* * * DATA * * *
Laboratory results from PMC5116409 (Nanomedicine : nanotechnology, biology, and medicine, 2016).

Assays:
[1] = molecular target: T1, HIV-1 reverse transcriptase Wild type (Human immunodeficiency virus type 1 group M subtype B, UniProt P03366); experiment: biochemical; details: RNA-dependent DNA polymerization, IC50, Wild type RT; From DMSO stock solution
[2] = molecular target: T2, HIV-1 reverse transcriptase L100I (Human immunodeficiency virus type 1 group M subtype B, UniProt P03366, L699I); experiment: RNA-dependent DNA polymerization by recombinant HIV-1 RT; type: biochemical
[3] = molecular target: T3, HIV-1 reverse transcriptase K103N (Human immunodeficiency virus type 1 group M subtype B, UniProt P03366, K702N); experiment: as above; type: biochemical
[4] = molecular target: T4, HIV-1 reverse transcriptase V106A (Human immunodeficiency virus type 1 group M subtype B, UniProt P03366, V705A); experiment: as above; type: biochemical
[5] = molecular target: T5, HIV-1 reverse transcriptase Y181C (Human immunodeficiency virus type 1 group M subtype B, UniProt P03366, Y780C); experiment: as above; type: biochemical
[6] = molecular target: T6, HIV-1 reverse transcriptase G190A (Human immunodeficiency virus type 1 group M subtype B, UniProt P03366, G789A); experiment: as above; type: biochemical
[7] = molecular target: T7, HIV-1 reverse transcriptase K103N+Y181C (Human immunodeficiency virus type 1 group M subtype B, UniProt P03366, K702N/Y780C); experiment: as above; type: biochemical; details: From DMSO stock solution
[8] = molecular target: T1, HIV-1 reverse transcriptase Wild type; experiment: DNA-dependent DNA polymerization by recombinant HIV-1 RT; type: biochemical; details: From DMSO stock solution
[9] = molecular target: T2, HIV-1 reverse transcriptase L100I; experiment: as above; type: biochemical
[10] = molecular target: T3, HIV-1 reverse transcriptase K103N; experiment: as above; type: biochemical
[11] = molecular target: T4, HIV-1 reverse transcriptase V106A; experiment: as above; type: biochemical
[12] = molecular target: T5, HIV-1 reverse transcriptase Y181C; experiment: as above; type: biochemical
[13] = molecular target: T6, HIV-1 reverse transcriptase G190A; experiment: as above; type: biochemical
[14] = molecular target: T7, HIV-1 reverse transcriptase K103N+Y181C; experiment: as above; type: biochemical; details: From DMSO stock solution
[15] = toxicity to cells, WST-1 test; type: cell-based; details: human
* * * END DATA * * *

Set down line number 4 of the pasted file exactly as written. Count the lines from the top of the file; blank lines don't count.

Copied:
[2] = molecular target: T2, HIV-1 reverse transcriptase L100I (Human immunodeficiency virus type 1 group M subtype B, UniProt P03366, L699I); experiment: RNA-dependent DNA polymerization by recombinant HIV-1 RT; type: biochemical